After six years releasing music as The Baker Family, this indie rock group has renamed themselves Young Tongue, and following the release of their EP earlier this year, have now produced their debut full-length album. The band consists of five members including wife and husband duo Liz and Stu Baker, Nathan Ribner, Daryl Schomberg II, and Travis Larrew.
There is a lot of guitar in the style of alternative rock. The vocals come from Liz and Stu, and their contrasting vocal delivery creates a dynamic experience. The best thing about their vocal composition is the flexibility; they alternate between their musical roles, at one point one can take lead and the other background, vice versa, and sing in a duet. Percussion surprisingly serves the role as setting the relaxed ambiance keeping movement consistent. There is an atmospheric quality to the music, and whimsy words are used in song titles and lyrics, but there is an edge to the aesthetic.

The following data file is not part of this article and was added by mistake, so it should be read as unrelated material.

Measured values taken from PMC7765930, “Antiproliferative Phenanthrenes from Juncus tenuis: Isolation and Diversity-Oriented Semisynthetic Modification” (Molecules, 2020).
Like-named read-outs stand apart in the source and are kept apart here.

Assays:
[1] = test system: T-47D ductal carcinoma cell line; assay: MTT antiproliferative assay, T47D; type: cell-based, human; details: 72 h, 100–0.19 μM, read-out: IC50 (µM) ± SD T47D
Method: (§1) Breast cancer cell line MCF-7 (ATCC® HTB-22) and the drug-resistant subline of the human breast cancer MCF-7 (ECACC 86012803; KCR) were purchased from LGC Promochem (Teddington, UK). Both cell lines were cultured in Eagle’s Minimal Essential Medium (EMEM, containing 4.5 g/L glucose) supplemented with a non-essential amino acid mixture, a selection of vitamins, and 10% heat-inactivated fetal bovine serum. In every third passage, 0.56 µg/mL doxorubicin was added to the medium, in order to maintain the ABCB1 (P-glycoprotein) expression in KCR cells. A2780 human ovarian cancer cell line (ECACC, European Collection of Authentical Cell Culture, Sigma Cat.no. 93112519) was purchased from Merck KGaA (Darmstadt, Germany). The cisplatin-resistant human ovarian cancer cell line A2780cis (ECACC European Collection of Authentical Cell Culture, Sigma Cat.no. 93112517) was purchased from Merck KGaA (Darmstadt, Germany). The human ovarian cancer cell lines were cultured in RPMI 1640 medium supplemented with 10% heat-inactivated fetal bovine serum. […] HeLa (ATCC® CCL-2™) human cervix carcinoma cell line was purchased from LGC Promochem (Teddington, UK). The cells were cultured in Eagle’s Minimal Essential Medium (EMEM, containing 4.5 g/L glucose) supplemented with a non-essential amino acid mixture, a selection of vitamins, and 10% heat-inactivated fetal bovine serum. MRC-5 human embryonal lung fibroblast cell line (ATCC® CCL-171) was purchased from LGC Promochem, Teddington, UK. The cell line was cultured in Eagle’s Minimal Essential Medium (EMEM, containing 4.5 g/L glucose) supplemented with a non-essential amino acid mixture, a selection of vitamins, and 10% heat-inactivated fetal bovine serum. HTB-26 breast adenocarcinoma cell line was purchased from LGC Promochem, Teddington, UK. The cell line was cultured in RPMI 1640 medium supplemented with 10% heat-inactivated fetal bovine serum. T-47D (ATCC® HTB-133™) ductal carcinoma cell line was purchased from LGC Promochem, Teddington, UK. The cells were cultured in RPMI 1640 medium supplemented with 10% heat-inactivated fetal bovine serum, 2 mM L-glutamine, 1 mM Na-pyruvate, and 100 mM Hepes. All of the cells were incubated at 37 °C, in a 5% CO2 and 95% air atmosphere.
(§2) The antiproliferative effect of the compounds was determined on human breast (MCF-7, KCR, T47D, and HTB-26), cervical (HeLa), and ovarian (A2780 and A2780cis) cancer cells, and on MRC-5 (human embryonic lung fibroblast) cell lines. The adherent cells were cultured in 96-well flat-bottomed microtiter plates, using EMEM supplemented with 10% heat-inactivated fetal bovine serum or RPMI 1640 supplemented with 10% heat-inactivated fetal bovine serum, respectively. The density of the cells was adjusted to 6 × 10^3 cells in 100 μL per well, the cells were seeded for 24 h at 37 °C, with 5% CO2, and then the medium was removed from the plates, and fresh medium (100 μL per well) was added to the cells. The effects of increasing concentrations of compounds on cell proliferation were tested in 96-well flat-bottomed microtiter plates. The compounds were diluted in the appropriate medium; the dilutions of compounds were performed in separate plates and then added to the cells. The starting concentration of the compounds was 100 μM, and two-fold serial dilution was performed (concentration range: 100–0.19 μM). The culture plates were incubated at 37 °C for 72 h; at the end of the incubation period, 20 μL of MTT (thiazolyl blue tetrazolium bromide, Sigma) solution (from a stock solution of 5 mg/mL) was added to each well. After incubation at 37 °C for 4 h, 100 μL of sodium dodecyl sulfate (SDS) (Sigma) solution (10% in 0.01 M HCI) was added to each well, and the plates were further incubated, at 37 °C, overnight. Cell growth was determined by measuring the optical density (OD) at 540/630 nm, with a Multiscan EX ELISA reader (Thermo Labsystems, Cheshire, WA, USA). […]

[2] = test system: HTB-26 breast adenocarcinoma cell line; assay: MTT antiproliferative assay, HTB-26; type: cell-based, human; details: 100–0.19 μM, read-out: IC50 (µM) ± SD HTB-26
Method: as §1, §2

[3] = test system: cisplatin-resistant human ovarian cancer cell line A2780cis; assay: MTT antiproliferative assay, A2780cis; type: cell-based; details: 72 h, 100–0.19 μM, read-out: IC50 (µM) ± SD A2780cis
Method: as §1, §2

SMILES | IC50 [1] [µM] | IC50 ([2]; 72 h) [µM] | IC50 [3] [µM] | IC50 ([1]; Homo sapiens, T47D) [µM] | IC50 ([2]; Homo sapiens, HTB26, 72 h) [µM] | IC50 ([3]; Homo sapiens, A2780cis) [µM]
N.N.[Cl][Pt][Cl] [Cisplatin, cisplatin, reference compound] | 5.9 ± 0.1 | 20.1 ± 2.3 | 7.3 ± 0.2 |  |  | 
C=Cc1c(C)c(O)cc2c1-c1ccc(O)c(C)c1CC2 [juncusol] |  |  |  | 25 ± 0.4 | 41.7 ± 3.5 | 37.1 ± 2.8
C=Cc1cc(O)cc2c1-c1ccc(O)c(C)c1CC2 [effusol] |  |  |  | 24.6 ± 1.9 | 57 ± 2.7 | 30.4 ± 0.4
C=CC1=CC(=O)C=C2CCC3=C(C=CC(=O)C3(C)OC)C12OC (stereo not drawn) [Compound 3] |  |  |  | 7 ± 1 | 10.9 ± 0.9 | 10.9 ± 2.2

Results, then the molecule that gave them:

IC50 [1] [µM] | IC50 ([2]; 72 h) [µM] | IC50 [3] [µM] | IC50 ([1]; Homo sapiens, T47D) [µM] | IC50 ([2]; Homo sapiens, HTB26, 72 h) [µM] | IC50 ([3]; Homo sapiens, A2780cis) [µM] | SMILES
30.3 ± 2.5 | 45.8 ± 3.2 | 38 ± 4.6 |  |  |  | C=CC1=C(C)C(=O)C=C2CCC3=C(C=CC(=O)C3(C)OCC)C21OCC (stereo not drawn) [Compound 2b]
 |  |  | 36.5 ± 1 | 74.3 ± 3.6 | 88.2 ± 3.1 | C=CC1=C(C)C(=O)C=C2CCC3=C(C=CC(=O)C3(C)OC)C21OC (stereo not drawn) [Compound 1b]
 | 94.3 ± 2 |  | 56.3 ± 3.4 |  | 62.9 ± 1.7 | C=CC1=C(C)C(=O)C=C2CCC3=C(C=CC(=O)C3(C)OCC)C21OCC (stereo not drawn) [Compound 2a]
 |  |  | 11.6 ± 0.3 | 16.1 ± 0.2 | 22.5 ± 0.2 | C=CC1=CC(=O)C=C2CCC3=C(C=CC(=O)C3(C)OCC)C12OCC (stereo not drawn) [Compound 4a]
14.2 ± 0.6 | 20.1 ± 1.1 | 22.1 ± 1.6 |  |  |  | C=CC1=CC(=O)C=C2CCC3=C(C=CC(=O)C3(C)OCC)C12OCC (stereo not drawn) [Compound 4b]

Starting off, “Horses And Whales” is pounding and features unique guitar lines, but ends on simple solemn piano and voice melodies. “RXNLA” gets into a groove quickly, and vocals between Liz and Stu can resemble call and response format, especially in its bridge. There are dynamic changes in “Birthday Rats” after a gloomy intro in which the song picks up energy almost instantly and then winds down at the final notes. Most whimsy in terms of lyrics is “Nickelodeon Dreams,” which mentions heirs, mad hatters, and thrones.
With this album, there is evident development of who they wish to be as a band. Essentially, this is an album that signifies a rebirth and transformation resembling what the group has gone through in real life. Here’s to hoping the next album to be a sort of “coming of age” for Young Tongue.
In A Word: Prospective